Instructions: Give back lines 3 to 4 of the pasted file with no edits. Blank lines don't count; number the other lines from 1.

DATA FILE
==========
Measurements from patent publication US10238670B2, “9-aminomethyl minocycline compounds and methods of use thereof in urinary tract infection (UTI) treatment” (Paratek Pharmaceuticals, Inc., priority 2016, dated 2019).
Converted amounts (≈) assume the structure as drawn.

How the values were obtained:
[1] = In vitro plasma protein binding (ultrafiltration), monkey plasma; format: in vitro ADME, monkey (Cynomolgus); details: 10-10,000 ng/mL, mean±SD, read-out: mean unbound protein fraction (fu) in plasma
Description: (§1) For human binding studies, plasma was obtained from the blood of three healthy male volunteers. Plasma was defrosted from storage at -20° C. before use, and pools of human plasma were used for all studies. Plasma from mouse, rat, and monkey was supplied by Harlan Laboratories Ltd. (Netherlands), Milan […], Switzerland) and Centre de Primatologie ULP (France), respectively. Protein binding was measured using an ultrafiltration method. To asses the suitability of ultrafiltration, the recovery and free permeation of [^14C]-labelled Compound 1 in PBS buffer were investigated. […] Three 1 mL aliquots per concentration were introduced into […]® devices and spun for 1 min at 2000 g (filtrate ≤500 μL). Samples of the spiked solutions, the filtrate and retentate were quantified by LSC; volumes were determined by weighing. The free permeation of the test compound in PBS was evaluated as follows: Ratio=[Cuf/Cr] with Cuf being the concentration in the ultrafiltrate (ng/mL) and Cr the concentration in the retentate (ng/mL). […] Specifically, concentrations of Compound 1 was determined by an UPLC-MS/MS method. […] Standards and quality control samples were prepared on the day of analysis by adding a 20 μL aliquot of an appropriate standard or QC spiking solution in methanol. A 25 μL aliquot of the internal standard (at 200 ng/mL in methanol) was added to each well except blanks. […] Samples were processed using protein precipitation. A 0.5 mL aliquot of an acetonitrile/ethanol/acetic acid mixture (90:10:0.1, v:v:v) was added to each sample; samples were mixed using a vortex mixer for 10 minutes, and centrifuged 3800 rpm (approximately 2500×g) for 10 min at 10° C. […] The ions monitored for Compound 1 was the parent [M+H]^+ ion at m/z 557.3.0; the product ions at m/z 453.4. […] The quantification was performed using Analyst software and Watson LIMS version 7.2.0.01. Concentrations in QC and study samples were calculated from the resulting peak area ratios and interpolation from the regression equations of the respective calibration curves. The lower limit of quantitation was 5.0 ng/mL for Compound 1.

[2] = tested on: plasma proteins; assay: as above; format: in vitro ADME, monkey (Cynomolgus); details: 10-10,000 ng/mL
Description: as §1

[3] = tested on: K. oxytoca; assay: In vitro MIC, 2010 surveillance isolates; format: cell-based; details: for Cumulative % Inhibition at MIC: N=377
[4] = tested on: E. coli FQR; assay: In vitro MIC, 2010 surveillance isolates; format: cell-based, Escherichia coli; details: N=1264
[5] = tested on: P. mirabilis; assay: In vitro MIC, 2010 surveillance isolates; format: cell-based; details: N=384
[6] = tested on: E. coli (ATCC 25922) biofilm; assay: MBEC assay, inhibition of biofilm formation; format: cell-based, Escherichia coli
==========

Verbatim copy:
How the values were obtained:
[1] = In vitro plasma protein binding (ultrafiltration), monkey plasma; format: in vitro ADME, monkey (Cynomolgus); details: 10-10,000 ng/mL, mean±SD, read-out: mean unbound protein fraction (fu) in plasma